and the nearer and more immediate access to the Lord, which those who were killed for His name's sake should receive from Him. And be these as they may, yet, doubtless, a more than common happiness is laid up, not for the martyr only, but for every one, in proportion to his losses and trials in the cause, who, though he has borne a lighter and less illustrious cross, has still borne cheerfully whatever cross his Master has given him to carry. We know of men in hard and dangerous professions, who rejoice when sent on services of still greater danger and hardship, as knowing that where peril is, promotion may also be found; and the sufferer for conscience sake may, much more, exult in his trials, as knowing that, in the strength of God's grace,

He will come off even more than conqueror. But, fourthly, lest all these hopes should fail us in the hour of danger, it is wise, nay it is most needful, to accustom ourselves to frequent self-denial, even in lawful indulgences; to obtain, by frequent exercise, a complete mastery over ourselves; by a constant study of God's word to store our minds before-hand with a deep sense both of His threats and of His promises, and by daily meditation and prayer to accustom our thoughts to the constant spectacle of Christ on the cross, entreating His grace to frame our minds into the likeness of His Heavenly temper.

So shall we fear God; and, fearing Him, be fearless of all besides :-so shall we love God; and, for His sake, count all the world as dross in com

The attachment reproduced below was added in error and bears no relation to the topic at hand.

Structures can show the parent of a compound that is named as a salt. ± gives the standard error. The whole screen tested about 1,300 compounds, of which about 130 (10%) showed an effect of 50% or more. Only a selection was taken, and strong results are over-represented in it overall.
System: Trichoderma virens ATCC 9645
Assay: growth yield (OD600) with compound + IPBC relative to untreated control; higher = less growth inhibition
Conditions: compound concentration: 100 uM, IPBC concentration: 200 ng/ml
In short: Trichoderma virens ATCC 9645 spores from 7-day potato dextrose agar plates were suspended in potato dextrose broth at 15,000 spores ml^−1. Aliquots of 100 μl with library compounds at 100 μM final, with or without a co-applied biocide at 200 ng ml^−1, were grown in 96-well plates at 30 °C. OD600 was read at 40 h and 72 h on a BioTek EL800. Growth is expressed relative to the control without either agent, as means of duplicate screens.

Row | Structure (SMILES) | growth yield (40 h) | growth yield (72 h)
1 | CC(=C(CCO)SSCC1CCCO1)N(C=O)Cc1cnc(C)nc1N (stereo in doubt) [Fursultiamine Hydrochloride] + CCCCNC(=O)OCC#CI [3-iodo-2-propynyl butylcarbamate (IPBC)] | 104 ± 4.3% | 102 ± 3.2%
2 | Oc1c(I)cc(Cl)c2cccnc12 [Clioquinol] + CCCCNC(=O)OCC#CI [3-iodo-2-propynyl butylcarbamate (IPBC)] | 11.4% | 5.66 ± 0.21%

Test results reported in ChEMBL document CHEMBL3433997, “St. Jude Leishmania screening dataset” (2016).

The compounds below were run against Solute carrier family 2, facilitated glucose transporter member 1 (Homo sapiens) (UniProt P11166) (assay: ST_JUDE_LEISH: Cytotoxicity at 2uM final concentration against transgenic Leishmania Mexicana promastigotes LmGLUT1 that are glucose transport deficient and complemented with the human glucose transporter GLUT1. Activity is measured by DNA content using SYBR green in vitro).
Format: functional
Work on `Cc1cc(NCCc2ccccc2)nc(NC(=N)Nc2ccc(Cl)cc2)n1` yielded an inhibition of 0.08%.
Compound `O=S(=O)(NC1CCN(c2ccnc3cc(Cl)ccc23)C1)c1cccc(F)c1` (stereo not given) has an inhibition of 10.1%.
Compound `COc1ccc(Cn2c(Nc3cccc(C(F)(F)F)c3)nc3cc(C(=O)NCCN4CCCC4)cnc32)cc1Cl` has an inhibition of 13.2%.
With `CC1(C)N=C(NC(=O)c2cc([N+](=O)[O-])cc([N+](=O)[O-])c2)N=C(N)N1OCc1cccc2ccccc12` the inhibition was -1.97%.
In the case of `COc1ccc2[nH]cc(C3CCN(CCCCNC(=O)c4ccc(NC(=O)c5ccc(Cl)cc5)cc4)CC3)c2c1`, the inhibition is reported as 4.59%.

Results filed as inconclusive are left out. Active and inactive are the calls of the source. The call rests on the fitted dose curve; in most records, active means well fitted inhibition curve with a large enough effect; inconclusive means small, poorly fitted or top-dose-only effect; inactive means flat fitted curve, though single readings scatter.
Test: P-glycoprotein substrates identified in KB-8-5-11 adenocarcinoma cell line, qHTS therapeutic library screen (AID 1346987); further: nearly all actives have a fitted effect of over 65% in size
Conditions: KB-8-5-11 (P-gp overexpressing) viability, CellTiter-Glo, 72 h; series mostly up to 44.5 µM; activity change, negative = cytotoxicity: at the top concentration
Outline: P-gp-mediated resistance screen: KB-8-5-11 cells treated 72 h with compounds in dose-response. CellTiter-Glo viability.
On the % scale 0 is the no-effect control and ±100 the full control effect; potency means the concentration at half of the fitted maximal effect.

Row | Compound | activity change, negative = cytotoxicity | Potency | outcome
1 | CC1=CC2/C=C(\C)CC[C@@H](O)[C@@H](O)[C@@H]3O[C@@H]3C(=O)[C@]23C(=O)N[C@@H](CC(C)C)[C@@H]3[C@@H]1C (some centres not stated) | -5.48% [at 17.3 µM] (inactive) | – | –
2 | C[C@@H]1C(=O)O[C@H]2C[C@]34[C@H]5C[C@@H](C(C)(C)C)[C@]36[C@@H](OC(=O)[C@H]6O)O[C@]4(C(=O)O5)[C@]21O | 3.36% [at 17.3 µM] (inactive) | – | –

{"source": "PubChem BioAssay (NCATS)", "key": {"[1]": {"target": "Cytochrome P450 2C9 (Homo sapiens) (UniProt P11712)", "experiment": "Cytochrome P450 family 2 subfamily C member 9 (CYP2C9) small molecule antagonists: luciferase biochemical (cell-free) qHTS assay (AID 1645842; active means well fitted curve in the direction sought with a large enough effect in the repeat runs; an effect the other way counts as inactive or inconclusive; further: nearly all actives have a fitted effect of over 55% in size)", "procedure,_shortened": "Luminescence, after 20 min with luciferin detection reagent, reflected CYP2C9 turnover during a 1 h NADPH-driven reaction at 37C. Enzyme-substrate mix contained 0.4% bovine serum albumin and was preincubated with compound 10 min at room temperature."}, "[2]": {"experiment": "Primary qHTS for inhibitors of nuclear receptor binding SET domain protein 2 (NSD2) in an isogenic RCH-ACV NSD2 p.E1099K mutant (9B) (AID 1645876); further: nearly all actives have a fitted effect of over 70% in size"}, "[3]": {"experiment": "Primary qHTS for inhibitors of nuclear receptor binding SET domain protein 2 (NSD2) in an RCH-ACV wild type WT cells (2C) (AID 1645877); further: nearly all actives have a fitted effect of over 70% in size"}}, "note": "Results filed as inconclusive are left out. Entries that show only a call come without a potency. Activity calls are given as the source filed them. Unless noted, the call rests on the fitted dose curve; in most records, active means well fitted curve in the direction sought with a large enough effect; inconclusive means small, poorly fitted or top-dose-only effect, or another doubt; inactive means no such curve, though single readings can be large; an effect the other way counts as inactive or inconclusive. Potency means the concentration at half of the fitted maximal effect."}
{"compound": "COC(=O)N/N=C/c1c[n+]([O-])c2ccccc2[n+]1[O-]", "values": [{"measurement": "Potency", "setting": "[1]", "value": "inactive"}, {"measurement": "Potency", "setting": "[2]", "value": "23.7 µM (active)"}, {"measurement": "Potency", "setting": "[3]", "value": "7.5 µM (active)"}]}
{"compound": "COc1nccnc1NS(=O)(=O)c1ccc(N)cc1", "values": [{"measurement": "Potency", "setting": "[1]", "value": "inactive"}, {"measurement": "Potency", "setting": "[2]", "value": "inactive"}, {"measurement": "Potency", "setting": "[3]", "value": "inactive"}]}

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parison of His services ;—so, amid the changes and chances of this mortal life, shall our hearts be there fixed where unfailing joys are to be found; and where all which now distresses us shall appear but as a painful dream when we awake from sleep refreshed and thankful, and the light of Heaven's great morning beams in through the windows of the sepulchre !

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SERMON VIII.

THE PHARISEE AND THE PUBLICAN.

[Preached at Ghazeepoor, August 29, 1824.]

St. Luke xviii. 14.

I tell you that this man went down to his house justified rather

than the other : For every one that exalteth himself shall be abased; and he that humbleth himself shall be exalted.

THE parable of which these words form the conclusion, was spoken by our Saviour, as the Holy Scripture itself tells us, in reproof of certain persons who “ trusted in themselves that they were righteous and despised others;" and of the persons, accordingly, whom He sets before us, the first is of a class of men who, more than all others among the Jews, enjoyed the reputation of a strict and scrupulous piety ; while the second was from a description of persons, many of whom were, really, of depraved and infamous behaviour, and all of whom, from the prejudices of their countrymen, were regarded, whether justly so or no, as depraved and infamous. “Two men,” are our Lord's words, “went up into the temple to pray; the one a pharisee, and the other a publican.”